A review of The Future of the Suburban City: Lessons from Sustaining Phoenix, by Grady Gammage, Jr. 2016. ISBN 1610916239. Island Press, Washington, D.C. 208 pages. Buy the book.
When taken together, recent books, lectures, and exhibitions on design paint a picture that Architecture and Landscape Architecture are two disciplines moving in opposite directions.
In an online video, “Practice vs. Projects”, renowned architect Peter Eisenmen laconically muses about how after the 20th century enjoyed an architectural era of concentrated exploration into shared topics such as modernism, post modernism and other idioms, the contemporary architecture of the 21st century is “flailing about” in search of a new pole star towards which to reorient and refocus the profession’s raison d’etre. From technology and materiality to spatial invention and style, issues and topics in architecture are now are as divergent and atomized as are the architects who author and proliferate the work.
However, that isn’t the case with landscape. By contrast, the topics, interests, and focus of Landscape Architecture are converging into a general exploration and examination of the unprecedented challenges of mega-cities and the reciprocal effects of the human condition they organize and shelter. Whether a design work or text is discussing a particular topic about the environment, ecology, or cultural production, the roots of contemporary landscape design and planning generally trace back and/or share that cities—and the ongoing and unresolved project of how to live and build in the 21st century—is a common denominator.
Published in 2016, “The Future of the Suburban City,” written by Grady Gammage Jr, focuses on the suburban city as a new kind of mega-landscape. Modest in size, the book’s paperback presentation conceals a work that is a highly informative reading, dense with useful information on the topic. Moreover, while the view of the Phoenix-based author provides insight into his home city, readers will very likely pick up that the book is also a template and outline for how to understand and analyze the unique problems of most any suburban city. The presentation and logical sequence of topics about Phoenix could easily be applied to other suburban cities such as Atlanta, San Bernardino, Las Vegas, Dallas, and Houston.
A particularly engaging quality of the book is Gammage’s use of wit and surprise to deliver unexpected information that dispels myths and misunderstandings about the sustainability of suburban cities through statistical and factual characteristics of Phoenix. In a clever and approachable Prologue, Gammage personally riffs on his hometown and recounts the experience of “Getting through a haboob.” When these apocalyptic-looking weather features—which, he sardonically remarks, “were once simply called ‘dust storms,’”—appear, the media and Weather Channel cover them with great drama. In the end, he says, “the biggest consequence was that my pool got really, really dirty.”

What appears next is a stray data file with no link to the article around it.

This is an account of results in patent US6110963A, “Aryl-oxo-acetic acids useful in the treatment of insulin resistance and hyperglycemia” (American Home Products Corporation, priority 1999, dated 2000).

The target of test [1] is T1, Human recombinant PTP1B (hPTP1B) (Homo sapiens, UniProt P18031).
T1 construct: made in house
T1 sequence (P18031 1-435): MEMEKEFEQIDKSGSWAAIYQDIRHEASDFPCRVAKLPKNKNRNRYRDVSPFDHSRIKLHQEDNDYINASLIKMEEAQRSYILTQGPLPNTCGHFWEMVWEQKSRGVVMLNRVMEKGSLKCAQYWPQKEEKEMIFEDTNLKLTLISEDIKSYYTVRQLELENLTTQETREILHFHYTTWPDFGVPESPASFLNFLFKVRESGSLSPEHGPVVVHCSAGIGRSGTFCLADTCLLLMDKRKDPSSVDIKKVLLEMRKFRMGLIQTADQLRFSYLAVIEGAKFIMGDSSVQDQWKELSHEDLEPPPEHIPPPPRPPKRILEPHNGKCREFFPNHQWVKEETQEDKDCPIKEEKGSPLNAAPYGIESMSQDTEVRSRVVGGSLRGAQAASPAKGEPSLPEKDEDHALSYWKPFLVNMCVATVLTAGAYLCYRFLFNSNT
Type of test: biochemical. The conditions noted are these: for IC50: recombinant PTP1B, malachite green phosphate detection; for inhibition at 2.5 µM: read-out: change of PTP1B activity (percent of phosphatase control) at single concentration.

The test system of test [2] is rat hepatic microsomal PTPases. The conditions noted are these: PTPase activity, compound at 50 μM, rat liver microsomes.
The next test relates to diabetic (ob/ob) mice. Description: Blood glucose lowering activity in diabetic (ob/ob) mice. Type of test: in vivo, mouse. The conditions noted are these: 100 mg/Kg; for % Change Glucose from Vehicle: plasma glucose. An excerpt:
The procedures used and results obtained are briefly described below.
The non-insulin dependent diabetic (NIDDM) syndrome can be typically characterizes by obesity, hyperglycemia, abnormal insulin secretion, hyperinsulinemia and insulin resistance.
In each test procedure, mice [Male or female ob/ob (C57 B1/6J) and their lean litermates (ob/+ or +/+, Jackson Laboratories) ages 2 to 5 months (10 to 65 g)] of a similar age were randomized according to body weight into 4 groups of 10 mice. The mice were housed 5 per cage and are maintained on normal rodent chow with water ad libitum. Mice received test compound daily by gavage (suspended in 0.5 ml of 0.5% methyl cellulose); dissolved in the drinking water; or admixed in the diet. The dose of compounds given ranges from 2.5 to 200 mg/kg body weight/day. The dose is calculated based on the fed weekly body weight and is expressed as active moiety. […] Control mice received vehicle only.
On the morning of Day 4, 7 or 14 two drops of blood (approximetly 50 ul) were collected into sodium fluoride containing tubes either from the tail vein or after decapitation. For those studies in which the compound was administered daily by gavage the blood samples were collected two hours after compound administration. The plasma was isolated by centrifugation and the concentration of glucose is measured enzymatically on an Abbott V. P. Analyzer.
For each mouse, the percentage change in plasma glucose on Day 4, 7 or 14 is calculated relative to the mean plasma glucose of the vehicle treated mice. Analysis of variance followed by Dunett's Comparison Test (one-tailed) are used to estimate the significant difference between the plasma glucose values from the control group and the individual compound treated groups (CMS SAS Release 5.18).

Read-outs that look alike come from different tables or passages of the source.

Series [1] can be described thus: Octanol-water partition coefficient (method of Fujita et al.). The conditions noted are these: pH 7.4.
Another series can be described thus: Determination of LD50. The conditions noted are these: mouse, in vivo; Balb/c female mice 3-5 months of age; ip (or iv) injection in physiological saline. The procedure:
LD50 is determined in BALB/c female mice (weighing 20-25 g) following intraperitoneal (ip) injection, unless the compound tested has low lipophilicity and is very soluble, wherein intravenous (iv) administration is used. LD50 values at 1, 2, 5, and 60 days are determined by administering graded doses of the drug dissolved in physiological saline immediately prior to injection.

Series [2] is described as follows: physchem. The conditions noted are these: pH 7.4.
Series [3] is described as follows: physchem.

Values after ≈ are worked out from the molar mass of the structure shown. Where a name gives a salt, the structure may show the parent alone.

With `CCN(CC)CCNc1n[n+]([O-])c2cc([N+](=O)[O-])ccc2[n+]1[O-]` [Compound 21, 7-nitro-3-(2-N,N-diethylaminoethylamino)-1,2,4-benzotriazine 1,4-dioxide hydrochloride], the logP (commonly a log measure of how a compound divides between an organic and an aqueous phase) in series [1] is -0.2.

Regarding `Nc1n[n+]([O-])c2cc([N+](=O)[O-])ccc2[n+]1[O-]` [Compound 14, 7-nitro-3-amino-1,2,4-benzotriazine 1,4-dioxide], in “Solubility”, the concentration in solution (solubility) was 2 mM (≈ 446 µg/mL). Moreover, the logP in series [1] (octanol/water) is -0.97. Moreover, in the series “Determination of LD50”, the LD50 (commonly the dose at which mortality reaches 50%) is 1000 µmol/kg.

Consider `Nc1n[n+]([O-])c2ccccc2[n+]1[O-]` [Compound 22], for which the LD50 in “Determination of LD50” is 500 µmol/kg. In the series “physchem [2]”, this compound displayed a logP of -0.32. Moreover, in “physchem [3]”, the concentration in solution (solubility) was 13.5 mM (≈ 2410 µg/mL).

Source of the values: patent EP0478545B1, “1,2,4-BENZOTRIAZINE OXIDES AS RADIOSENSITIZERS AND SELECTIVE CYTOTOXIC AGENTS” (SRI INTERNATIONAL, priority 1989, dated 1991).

Gammage notes that affluence is a substantial driver of the suburban pattern, that the vast majority of American society lives in suburbia, and that Phoenix is actually quite resilient because it doesn’t rely on rainfall—its water sources are conveyed to the city from great distance. These examples may surprise and reshape a reader’s perceptions of Phoenix and other suburban cities.
The book proceeds in seven chapters that are logically sequential, moving from background information on suburban form to challenges of dealing with aridity and ways for suburban cities to enhance their resiliency—and their survival.
In each chapter, Gammage employs a consistent approach: providing clear and simple definitions for the chapter topic, a general and historical grounding on the topic(s), and explaining how Phoenix specifically demonstrates benefits and liabilities of suburban cities. The structural repetition of this organizational pattern makes the book highly accessible and genuinely entertaining.
What Gammage has managed to deliver is an exceptionally useful and thorough book that is just as much a resource to planning professionals as it might also be to non-professional enthusiasts for sustainability. Woven throughout the well-crafted writing are anecdotes that enrich the content. In Chapter Two, for example, Gammage describes how “the last time one state brandished arms against another was when in 1934,” when 102 members of the Arizona National Guard were sent by ferryboat to dislodge four one-inch-thick cables that California had installed to start the construction of a new aqueduct. “The whole affair,” Gammage notes, “was written up in the Los Angeles Times as the hilarious misadventure of the Arizona Navy.”
The simplicity and craft of the writing makes “The Future of the Suburban City” a read that is both specific and general on the topic.
Planning professionals and sustainability enthusiasts who may not have a related educational background will find this book well worth their time. Considering how “home” is a complex and existential condition for everyone, Gammage sustains a neutral and objective tone about what is good, or even admirable, about Phoenix and also the things his city could do better. One could imagine how each suburban city in the United States could produce its story and analyses using Gammage’s book as an armature.
Grady Gammage’s book cuts through the vast amount of information that is currently available on sustainability and mega-cities. As an educator, urban planner, and landscape architect, I highly recommend it.
Click on the image to go to Amazon and buy the book. A portion of the proceeds returns to The Nature of Cities.
About the Writer:
Kevin Sloan, ASLA, RLA is a landscape architect, writer and professor. The work of his professional practice, Kevin Sloan Studio in Dallas, Texas, has been nationally and internationally recognized.
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